Skip to content
Quick exitFirst NationsTranslationsGet helpSearch

Banking and insurance

Providers of goods and services, such as banks and insurance companies, have a legal responsibility to make sure that everyone who uses their services is treated fairly and with respect.

A middle-aged woman in a coat places her card into an ATM.

How does the law protect me?

Under the Equal Opportunity Act 2010, providers of goods and services have a positive duty to eliminate discrimination, sexual harassment and victimisation as far as possible.

While a person who discriminates against or sexually harasses someone else is primarily responsible for their own behaviour, in some cases the goods and services provider can also be held responsible for the actions of their staff or agents.

Services run by or for the Victorian Government have additional responsibilities under the Charter of Human Rights and Responsibilities and more information is available under the For public sector part of our website.

The law protects you from discrimination

It is against the law for someone to treat you unfairly because of a personal characteristic that is protected by law, such as your:

  • disability
  • race
  • religion
  • sex
  • sexual orientation.

Discrimination could include:

  • refusing to serve you or provide you with a service because of your religion
  • declining your application for travel insurance because you have a mental health condition
  • offering different terms on which they provide you with a good or service because of your disability.

Find out more about discrimination.

An example from our previous work

An insurer was found to have discriminated against a young woman with a mental health condition. She had purchased travel insurance for a school trip but decided not to go due to her mental health. The insurer denied her claim relying on a blanket mental health exclusion in the policy. Despite VCAT finding that this insurer had discriminated against this young woman, the insurer refused to change its exclusionary policy. After this discovery, the Commission launched an investigation into mental health discrimination in the travel industry. Find out more about this investigation.

The law protects you from sexual harassment

Sexual harassment is also against the law. It is against the law for staff members to sexually harass people using their service. It is also is against the law for people using the service to sexually harass staff members.

Find out more about sexual harassment.

It is also against the law to victimise a person, which means treat them badly or unfairly, because they have made a complaint about discrimination, sexual harassment or vilification, or have helped someone else to make a complaint.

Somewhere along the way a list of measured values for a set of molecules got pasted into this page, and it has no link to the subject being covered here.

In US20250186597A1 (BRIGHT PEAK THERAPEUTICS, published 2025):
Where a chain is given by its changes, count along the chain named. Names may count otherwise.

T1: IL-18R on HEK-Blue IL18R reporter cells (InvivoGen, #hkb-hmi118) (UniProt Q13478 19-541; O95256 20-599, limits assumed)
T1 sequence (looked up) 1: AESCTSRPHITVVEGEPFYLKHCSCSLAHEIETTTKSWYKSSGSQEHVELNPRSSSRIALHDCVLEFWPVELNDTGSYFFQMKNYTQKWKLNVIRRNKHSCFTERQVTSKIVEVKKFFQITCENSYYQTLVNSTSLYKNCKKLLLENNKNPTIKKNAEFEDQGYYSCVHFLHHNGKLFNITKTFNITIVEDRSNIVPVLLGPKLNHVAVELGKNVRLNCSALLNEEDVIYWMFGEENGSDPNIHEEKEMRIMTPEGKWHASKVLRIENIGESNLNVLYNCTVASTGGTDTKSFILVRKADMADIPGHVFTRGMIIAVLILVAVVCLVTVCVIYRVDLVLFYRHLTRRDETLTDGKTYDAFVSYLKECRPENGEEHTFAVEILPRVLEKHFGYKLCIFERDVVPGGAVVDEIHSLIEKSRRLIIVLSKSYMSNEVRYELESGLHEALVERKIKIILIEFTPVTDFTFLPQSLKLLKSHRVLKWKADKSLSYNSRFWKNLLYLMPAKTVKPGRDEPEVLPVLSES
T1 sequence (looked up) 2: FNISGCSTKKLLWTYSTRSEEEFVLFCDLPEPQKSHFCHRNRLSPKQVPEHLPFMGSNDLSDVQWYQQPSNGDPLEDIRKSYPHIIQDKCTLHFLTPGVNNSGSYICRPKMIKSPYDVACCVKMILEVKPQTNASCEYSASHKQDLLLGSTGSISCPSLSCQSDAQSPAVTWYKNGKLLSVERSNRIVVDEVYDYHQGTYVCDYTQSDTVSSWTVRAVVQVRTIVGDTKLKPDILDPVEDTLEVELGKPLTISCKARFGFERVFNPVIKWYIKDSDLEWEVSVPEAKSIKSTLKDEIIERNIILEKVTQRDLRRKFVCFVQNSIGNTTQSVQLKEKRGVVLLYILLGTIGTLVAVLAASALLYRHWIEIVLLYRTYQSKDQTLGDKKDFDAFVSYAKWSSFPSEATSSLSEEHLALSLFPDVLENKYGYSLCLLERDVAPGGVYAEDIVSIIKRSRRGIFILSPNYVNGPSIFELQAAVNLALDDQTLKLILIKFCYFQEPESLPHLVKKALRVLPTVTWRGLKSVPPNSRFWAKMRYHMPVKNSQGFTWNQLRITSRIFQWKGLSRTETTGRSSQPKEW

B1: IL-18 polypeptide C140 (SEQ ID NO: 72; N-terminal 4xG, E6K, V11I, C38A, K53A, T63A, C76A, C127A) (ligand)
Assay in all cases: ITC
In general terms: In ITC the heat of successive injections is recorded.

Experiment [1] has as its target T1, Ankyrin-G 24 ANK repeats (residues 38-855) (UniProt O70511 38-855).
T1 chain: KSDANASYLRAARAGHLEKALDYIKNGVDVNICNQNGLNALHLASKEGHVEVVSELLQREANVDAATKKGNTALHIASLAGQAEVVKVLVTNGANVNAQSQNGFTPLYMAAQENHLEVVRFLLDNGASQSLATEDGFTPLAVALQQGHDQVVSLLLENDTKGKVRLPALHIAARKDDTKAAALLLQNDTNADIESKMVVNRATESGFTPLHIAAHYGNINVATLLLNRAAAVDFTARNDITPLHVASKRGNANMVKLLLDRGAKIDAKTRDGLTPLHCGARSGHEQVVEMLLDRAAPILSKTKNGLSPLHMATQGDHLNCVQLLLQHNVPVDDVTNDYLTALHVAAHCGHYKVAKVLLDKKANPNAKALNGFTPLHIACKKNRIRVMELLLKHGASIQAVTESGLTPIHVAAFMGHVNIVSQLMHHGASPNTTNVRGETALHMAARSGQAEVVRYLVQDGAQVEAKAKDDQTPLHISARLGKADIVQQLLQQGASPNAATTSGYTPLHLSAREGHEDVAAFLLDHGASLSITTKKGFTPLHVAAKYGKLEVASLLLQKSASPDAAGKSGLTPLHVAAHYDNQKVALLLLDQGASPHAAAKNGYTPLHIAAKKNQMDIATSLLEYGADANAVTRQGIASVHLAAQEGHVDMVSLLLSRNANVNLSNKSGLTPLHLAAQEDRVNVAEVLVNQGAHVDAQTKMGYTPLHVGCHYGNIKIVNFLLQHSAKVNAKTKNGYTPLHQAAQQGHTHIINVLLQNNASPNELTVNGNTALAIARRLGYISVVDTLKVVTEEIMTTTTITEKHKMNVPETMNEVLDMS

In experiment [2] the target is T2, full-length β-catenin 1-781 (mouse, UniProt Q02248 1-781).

You can make a complaint

Get help from us.

You can make a complaint to us if you think you have experienced:

If you wish, someone else can make a complaint for you. Find out how we help people resolve complaints.

We can also give you information about your rights.

Disability access to banks and insurers

Under the Equal Opportunity Act goods and services providers are required to make changes, known as reasonable adjustments, to allow people with disabilities to access goods and services on the same basis as others.

For example, a bank provides flexible ‘at home’ services for people with disability who may have difficulty going to a branch.

Making reasonable adjustments requires a goods and services provider to balance the need for change with the cost or effort required to make this change. If the cost or disruption is disproportionately high, the change is not likely to be reasonable.

Are there any exceptions to the law?

There are some exceptions in the Equal Opportunity Act that mean it’s not against the law to discriminate in particular circumstances. For example, discrimination is not against the law if there is a real risk to someone’s health, safety or property.

Find out more about exceptions.

My human rights under the Charter

Every Victorian has the right to equal and effective protection against discrimination, and to enjoy their human rights without discrimination.

Victoria’s Charter of Human Rights and Responsibilities contains 20 basic rights that promote and protect the values of freedom, respect, equality, and dignity.

The Victorian Government, local councils and other public authorities must always consider Charter rights, including the right to equality, when they create laws, develop policies and deliver their services.

Find out more about your human rights under the Charter and what to do if you think they have been breached.

Fair-minded cover: Investigation into discrimination in the travel insurance industry – Jun 2019

Was this page helpful?
Please select Yes or No and the second form section will appear below:

Level 3, 204 Lygon Street Carlton Victoria 3053

General enquiries

1300 891 848

Enquiry line
1300 292 153 or (03) 9032 3583

1300 152 494

NRS Voice Relay
1300 555 727 then use 1300 292 153

Media enquiries
0447 526 642

The Victorian Equal Opportunity and Human Rights Commission acknowledges that we work on the traditional lands of the Wurundjeri people of the Kulin Nation. We also work remotely and serve communities on the lands of other Traditional Custodians.

We pay our respects to their Elders past and present.